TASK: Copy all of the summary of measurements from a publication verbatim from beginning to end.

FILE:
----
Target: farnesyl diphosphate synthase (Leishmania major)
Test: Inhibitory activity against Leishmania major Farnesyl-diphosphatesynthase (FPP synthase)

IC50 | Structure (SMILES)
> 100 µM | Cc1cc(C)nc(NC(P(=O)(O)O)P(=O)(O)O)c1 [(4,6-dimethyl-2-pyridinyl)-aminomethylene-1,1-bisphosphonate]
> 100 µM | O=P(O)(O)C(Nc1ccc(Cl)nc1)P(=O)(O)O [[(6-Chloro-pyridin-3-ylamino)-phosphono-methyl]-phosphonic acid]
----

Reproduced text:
Target: farnesyl diphosphate synthase (Leishmania major)
Test: Inhibitory activity against Leishmania major Farnesyl-diphosphatesynthase (FPP synthase)

IC50 | Structure (SMILES)
> 100 µM | Cc1cc(C)nc(NC(P(=O)(O)O)P(=O)(O)O)c1 [(4,6-dimethyl-2-pyridinyl)-aminomethylene-1,1-bisphosphonate]
> 100 µM | O=P(O)(O)C(Nc1ccc(Cl)nc1)P(=O)(O)O [[(6-Chloro-pyridin-3-ylamino)-phosphono-methyl]-phosphonic acid]